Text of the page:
Alexander Graham Bell was a Scottish-born inventor who is credited with inventing the first practical telephone. He was born in Edinburgh, Scotland on March 3, 1847. In addition to his work on the telephone, Bell also had many other interests and accomplishments.

Early Life and Education

Alexander Graham Bell's father was a teacher of elocution and his mother was deaf. These two influences would shape much of Bell's life and work. He attended university in Scotland but eventually moved to Canada with his family.


Bell is most famous for inventing the telephone in 1876. However, he also invented many other devices throughout his career such as the photophone (which transmitted sound on a beam of light), an early metal detector used to locate bullets in President James Garfield's body after he was shot, and an invention that helped people with speech difficulties (known as visible speech).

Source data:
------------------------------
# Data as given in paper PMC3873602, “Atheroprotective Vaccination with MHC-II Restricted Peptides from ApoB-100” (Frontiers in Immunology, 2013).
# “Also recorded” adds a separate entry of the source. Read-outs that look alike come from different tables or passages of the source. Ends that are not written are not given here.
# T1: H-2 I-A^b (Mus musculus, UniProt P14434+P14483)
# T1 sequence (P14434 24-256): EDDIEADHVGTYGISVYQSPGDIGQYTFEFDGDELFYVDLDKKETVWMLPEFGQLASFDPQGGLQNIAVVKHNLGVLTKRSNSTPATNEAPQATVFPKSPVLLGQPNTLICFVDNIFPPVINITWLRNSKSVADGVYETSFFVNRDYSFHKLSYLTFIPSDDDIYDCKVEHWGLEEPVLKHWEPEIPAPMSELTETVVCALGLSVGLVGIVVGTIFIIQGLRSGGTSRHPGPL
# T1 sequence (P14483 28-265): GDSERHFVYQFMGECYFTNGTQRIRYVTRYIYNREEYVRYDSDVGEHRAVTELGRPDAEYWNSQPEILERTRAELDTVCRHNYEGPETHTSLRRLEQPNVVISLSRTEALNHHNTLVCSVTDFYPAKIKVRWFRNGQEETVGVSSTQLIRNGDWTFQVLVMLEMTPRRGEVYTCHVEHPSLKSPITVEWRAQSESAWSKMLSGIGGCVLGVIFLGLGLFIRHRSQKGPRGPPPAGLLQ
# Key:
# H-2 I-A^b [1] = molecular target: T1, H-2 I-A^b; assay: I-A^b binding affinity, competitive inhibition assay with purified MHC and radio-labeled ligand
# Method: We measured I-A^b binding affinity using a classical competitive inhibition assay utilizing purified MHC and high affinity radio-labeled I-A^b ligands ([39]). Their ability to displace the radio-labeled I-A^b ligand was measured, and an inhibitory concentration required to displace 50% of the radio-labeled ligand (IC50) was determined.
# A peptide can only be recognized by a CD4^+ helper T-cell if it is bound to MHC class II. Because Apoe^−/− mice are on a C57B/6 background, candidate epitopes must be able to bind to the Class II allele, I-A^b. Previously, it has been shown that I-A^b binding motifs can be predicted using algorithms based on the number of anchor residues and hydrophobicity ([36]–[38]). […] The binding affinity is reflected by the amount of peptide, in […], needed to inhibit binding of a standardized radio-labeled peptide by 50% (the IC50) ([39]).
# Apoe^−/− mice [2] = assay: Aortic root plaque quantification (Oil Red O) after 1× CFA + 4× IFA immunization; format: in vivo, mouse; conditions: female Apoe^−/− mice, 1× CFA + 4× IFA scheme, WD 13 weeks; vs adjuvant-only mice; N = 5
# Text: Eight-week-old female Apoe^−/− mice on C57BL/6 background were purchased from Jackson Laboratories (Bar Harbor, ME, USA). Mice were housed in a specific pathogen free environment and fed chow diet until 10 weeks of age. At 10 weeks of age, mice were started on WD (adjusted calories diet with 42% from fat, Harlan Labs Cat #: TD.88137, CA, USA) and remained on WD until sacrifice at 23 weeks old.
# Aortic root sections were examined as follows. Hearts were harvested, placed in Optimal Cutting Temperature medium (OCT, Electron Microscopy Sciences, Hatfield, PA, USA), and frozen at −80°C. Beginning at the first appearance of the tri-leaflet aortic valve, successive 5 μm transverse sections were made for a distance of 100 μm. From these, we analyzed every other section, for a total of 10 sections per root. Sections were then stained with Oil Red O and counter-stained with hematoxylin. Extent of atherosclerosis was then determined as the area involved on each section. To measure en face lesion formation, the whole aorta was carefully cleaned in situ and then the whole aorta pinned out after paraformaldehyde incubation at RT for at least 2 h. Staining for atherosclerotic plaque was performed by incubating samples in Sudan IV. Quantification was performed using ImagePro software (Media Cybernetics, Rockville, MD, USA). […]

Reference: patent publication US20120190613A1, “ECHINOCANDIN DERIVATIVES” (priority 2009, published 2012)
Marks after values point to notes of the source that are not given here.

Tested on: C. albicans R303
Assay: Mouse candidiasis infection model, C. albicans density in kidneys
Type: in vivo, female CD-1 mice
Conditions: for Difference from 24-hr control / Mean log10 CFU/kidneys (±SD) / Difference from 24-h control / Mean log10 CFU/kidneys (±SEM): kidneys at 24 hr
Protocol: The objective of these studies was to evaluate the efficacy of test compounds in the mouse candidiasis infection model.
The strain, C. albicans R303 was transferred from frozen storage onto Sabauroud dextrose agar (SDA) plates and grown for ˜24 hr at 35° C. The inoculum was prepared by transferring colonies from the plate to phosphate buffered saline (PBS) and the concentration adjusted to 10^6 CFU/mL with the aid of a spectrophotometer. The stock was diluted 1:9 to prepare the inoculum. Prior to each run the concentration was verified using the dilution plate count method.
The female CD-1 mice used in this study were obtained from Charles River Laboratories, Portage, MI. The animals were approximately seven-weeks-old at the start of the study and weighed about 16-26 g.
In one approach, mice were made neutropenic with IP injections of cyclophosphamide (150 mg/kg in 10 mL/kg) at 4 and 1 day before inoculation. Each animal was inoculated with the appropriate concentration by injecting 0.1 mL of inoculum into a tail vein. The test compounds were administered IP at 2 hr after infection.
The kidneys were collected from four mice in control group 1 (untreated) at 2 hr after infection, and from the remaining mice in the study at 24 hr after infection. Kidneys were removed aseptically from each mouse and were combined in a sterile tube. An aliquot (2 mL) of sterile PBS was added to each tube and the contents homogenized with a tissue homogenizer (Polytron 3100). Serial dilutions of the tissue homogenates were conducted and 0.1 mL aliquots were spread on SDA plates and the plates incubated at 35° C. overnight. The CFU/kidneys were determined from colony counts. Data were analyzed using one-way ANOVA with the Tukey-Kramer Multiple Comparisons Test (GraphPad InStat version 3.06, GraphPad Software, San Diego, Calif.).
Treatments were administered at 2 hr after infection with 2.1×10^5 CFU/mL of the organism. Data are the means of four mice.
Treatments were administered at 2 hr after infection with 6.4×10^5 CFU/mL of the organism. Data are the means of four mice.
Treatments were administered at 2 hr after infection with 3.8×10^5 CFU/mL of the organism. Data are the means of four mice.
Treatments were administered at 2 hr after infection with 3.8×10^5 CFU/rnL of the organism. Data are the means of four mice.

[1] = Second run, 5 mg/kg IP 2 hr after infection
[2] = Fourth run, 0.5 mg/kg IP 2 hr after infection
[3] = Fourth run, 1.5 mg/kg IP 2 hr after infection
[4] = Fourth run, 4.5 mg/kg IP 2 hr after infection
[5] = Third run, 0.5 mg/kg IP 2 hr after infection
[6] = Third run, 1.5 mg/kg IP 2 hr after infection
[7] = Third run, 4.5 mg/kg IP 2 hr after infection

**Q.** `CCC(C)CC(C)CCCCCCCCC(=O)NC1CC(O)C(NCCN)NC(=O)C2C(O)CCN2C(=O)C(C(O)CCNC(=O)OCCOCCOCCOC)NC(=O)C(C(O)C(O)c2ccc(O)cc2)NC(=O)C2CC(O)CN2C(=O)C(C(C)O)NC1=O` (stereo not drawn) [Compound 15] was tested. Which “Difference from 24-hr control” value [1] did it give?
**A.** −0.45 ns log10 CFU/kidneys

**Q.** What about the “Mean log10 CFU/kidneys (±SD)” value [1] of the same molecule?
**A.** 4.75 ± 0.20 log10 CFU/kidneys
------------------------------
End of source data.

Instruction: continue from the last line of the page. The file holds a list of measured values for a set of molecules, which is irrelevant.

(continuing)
Personal Life

In addition to his work as an inventor, Alexander Graham Bell was married twice - first to Mabel Gardiner Hubbard (who was one of his students) and later to her cousin Gilbert Grosvenor.


Alexander Graham Bell made many contributions that have impacted society over time. His invention of the telephone revolutionized communication around the world, making it possible for people miles apart to speak instantly with each other.

Overall, Alexander Graham Bell contributed significantly throughout his life through both personal inventions as well as inspiring others' works through inventions such as teaching individuals afflicted by difficulties with speech how they could better express themselves orally using techniques he developed himself.